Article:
Win McNamee / AP

What We’re Following Today

It’s Tuesday, May 7.

‣ The White House has instructed former White House Counsel Don McGahn not to comply with a subpoena from House Judiciary Chairman Jerry Nadler. McGahn’s decision not to comply could lead Nadler to hold him in contempt of Congress.

‣ Georgia Governor Brian Kemp signed into law a bill that will prohibit abortion after a heartbeat is detected in an embryo, one of the country’s most restrictive abortion laws.

Here’s what else we’re watching:

(Jose Luis Magana / AP)

Home of the Free: Last week, President Donald Trump announced a new rule intended to protect the religious liberty of health-care providers. The move illustrates how the Trump administration is prioritizing issues that matter to religious conservatives over expanding rights for other groups, writes Emma Green.

Border Security + Clean Energy = ?: Instead of a concrete barrier, a group of engineers and scientists is envisioning building a complex system of wind turbines, solar panels, and natural-gas pipelines along the southern border.

A Skill Trump Doesn’t Have: Special Counsel Robert Mueller’s investigation has concluded, and now, the president’s sights are set on passing a massive infrastructure package before the 2020 election. But if he’s going to be successful, he needs to learn how to compartmentalize.

A False Dawn for Press Freedom: The release of two Reuters journalists—Wa Lone and Kyaw Soe Oo—after a year in a Myanmar (also called Burma) prison was met with worldwide celebration. But their freedom highlights the continued plight of journalists across Southeast Asia: “From China to the Philippines, and virtually every country in between, journalists remain under near-constant threat of censorship, arrest, and detention.”

Elaine Godfrey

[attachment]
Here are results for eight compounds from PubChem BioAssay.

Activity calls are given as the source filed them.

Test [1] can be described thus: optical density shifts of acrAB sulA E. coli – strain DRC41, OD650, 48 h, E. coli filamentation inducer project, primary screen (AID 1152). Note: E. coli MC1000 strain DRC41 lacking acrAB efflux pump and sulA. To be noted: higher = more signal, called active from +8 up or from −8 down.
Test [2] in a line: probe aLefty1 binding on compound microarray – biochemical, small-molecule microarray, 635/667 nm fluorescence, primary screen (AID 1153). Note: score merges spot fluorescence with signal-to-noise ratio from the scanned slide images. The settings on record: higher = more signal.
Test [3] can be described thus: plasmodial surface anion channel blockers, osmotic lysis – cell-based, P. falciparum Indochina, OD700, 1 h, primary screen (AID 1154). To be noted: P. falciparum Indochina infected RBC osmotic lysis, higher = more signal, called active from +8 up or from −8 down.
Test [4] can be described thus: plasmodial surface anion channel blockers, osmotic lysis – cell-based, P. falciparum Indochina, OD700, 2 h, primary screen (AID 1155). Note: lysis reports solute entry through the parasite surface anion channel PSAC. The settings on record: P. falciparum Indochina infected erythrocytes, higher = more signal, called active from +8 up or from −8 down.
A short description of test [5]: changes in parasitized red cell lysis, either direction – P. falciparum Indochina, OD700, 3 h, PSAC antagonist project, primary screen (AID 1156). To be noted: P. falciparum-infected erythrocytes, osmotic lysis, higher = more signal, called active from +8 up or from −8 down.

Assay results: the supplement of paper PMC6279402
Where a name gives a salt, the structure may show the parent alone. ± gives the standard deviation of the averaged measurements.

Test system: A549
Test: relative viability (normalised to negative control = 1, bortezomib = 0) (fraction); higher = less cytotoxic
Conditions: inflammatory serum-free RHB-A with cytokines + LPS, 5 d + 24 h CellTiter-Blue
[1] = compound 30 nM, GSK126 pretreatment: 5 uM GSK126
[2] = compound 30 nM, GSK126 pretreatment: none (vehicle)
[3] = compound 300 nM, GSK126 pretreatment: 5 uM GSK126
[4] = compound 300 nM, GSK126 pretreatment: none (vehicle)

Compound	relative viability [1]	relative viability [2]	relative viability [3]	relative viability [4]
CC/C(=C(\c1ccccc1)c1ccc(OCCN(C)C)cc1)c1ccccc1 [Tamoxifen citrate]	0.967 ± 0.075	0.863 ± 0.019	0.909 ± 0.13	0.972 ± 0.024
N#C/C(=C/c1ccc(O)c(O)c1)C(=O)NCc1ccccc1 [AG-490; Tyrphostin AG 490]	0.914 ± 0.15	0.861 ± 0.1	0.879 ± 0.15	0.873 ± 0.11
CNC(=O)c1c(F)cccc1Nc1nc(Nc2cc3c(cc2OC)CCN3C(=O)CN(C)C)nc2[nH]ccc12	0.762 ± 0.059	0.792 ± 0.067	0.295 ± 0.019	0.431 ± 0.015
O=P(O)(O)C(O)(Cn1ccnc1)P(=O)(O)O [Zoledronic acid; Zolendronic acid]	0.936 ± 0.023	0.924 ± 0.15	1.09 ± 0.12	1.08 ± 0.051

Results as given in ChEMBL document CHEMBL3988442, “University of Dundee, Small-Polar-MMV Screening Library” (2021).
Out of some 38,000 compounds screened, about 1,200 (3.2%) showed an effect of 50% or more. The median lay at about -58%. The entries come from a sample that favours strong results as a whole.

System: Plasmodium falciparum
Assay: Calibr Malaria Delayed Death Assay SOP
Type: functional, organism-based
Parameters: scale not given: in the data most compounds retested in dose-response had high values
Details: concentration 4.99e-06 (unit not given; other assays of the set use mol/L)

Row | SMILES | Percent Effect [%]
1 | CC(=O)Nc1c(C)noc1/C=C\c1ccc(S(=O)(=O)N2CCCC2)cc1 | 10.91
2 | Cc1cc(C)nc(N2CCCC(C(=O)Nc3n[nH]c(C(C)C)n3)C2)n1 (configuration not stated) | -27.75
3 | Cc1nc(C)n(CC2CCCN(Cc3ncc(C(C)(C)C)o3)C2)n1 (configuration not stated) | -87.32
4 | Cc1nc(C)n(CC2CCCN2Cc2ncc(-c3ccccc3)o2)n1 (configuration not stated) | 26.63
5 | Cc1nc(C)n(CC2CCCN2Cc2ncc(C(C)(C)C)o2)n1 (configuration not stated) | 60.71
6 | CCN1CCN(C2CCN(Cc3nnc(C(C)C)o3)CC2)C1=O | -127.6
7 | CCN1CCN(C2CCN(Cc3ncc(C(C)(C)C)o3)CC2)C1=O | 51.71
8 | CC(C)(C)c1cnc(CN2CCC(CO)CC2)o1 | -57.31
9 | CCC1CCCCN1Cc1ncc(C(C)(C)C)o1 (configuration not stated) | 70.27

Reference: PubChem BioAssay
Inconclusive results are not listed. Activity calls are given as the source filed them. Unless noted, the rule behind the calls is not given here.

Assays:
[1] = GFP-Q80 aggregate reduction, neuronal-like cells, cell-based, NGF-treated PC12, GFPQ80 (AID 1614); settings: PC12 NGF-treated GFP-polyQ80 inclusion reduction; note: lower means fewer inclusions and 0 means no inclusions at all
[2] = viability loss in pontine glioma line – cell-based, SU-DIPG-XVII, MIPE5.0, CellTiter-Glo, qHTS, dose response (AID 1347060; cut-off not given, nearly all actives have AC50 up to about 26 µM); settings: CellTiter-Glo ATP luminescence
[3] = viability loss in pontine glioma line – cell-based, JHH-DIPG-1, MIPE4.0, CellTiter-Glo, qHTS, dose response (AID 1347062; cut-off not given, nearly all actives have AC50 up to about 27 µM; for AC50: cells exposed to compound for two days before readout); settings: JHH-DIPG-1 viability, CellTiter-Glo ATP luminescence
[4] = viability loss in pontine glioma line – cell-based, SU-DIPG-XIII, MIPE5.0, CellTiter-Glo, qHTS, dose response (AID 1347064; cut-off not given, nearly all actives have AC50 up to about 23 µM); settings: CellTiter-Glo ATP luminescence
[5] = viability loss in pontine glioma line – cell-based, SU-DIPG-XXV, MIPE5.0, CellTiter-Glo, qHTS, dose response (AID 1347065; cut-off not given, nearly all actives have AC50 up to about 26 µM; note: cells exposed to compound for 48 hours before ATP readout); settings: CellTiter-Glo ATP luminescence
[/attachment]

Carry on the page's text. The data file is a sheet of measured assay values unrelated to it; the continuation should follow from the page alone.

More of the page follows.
Snapshot

Democratic presidential candidate Julian Castro talks with Jan Bauer, of Ames, Iowa, during a meeting with Iowa State University students and Story County democrats in Ames. (Charlie Neibergall / AP)


Ideas From The Atlantic

Athletes of Color Understand What’s Wrong With Trump (Jemele Hill)
“Instead of focusing on why Cora and other Red Sox figures won’t be at the White House, ask their teammates why they’re comfortable being with a president who marginalizes and harms the communities to which their fellow players belong.” → Read on.

Don’t Let Students Run the University (Tom Nichols)
“Students must be reminded that they petitioned the institution for entry, and not the other way around; they asked the university to allow them to enter into a contract in which the professors are obligated to educate them and they are obligated to fulfill the requirements that will allow those professors to recommend them to the university for graduation.” → Read on.

I Worked for Ken Starr. Now I’m Holding Trump to the Same Standard. (Paul Rosenzweig)
“If [President Bill] Clinton should have been held to account for trying to get [Betty] Currie to lie for him about [Monica] Lewinsky, then, by the same logic, Trump must be held to account for … asking his White House counsel, Don McGhan, to lie for him about Trump’s intent to fire Mueller.” → Read on.

Why Is Trump Hiding His Tax Returns? (David Frum)
“The secret could be mild: He’s not as wealthy as he likes to boast. The secret could be embarrassing, but not illegal: He personally hugely benefited from special favors in the recent tax cut. The secret could raise national-security concerns. Or the secret could even point to a lifelong career of financial fraud.” → Read on.


What Else We’re Reading

Sandra Bland, It Turns Out, Recorded Her Own Video of the Traffic-Stop Confrontation (David Montgomery, The New York Times)  (🔒 Paywall)
Mariah Parker: Rapper, PhD Candidate, and Georgia Politician (Alison Miller, The Bitter Southerner)
Stephanie Murphy Is Leading a Newly Powerful Faction of Moderate House Democrats (Sarah Ferris, Politico)


About us: This newsletter is a daily effort from The Atlantic’s politics writers: Elaine Godfrey, Madeleine Carlisle, and Olivia Paschal. It’s edited by Shan Wang.

Were you forwarded this email? Sign yourself up here. We have many other free email newsletters on a variety of other topics. Browse the full list.

We want to hear what you think about this article. Submit a letter to the editor or write to letters@theatlantic.com.